Skip to content

Do You Know What You’re Disinfecting Your Building With?

As we continue to adjust to life in the COVID-19 era, facility managers are learning that a clean facility is no longer enough. Gone are the days when employees were happy with a dust-free desk and floors so shiny they could see their reflection. Today, employees expect and deserve a healthy, disinfected workplace.

Here’s some good news: SARS-CoV-2, the coronavirus that causes COVID-19, is an enveloped virus, meaning it is one of the easiest types of viruses to kill—if you have the right disinfectant.

When selecting a disinfectant to fight the novel coronavirus, you must choose one on the Environmental Protection Agency’s (EPA’s) List N: Disinfectants for Use Against SARS-CoV-2. The disinfectants on this list have not been tested specifically against the novel coronavirus in a laboratory setting because the virus is new. However, they all are effective against either a harder-to-kill virus or another similar type of human coronavirus, indicating they should be effective against SARS-CoV-2 as well.

But just because they’re on List N doesn’t mean they’re safe. Disinfectants are classified as pesticides, and some pesticides are more hazardous to human health than others.

And above all else, your disinfectant should be safe. 

It should be safe for your employees. Obviously employee health is the No. 1 priority. The Hazardous Materials Identification System (HMIS) rates chemical hazards on a scale from 0 (minimal hazard) to 4 (severe hazard). The safest disinfectants have a HIMS rating of—the lowest toxicity level possible. They also are food-grade safe, meaning it’s safe to use them on food contact surfaces, and have a near-neutral pH level to prevent chemical burns.

Don’t forget to make sure the people applying the disinfectant are safe, too. They must take the proper precautions and follow the directions on the label carefully. This includes wearing personal protective equipment (PPE) as needed.

It should be safe for your surfaces. Not all disinfectants can be used on all surfaces. Using the wrong disinfectant may damage or discolor a surface. Again, it’s important to read the label carefully to determine if the disinfectant is indicated for the surface in question. 

Generally speaking, non-porous surfaces can be disinfected, but porous surfaces can only be sanitized. Semi-porous surfaces should be sealed to minimize migration of microorganisms. This means some surfaces, like carpet, cannot be disinfected. But there’s more good news: Carpet and textiles are porous, which means they are less hospitable to viruses than non-porous surfaces. Regular deep cleaning and sanitization will help keep these surfaces both clean and healthy. Look for products that have the Carpet and Rug Institute Seal of Approval.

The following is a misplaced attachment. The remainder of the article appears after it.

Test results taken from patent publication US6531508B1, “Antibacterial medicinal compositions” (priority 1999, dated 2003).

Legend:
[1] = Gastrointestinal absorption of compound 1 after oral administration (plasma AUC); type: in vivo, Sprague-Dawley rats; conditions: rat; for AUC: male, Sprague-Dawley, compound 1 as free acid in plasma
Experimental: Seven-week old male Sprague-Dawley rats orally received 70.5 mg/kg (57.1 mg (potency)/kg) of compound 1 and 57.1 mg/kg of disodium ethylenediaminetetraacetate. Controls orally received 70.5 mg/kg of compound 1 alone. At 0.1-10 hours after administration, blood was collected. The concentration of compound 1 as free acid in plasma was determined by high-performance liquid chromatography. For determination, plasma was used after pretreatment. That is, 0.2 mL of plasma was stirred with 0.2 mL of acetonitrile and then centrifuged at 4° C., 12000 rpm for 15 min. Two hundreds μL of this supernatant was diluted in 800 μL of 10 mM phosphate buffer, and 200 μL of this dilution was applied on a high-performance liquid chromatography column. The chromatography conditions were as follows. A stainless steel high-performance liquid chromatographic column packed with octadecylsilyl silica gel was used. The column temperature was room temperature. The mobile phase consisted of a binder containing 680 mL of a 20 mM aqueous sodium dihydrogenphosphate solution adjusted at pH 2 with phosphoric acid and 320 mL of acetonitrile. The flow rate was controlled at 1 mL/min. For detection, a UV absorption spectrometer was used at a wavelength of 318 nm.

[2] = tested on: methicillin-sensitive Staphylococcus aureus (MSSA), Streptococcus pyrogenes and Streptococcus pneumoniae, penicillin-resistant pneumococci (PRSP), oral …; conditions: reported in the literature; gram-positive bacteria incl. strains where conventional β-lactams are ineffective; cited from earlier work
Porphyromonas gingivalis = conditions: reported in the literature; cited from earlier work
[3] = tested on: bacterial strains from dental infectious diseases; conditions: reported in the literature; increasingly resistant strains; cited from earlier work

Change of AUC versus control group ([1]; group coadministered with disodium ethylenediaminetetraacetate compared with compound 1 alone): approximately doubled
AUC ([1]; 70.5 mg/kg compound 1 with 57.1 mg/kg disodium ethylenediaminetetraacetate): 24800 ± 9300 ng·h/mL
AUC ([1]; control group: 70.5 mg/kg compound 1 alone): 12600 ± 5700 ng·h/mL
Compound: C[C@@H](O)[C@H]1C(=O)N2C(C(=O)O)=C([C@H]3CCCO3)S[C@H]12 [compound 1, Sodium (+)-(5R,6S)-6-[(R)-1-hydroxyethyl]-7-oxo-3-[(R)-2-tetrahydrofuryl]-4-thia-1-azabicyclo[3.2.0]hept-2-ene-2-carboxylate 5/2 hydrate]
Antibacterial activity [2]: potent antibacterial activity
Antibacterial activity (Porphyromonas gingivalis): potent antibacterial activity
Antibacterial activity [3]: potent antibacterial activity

It should be safe from false claims. Some products claim extended kill times of 30 days or more. These can provide a false sense of security. They also are not compliant with the EPA’s emerging pathogen policy; in fact, the EPA issued a press release in April about its efforts to partner with retailers to prevent the sale of unregistered products “with unsubstantiated and potentially dangerous claims of protection against the coronavirus.”

And this shouldn’t need to be said, but as the EPA points out, disinfectants are for use on surfaces, NOT humans.

Once you decide on the right disinfectant for your facility, it’s vital that you read and follow the directions on the label. Different disinfectants have different dwell times, and if you do not allow the disinfectant to remain visibly wet on the surface for the proper amount of time, it reduces its effectiveness. 

You’ll also want to consider your application method. Electrostatic spraying, which evenly coats surfaces, is the most effective method for applying a disinfectant. Electrostatic sprayers also have a larger droplet size than ultra-low volume (ULV) foggers, thereby preventing the spray from becoming aerosolized and potentially causing respiratory distress. Choosing the right disinfectant is more important than choosing the best application method, but electrostatic spraying will lessen the chances of negative health outcomes.

At APEX Surface Care, we have more than a decade of experience selecting and using disinfectants. All management and field staff complete a seven-hour infection prevention course and are qualified to help you and your employees breathe easy. Contact us today for a free infection control consultation for your facility.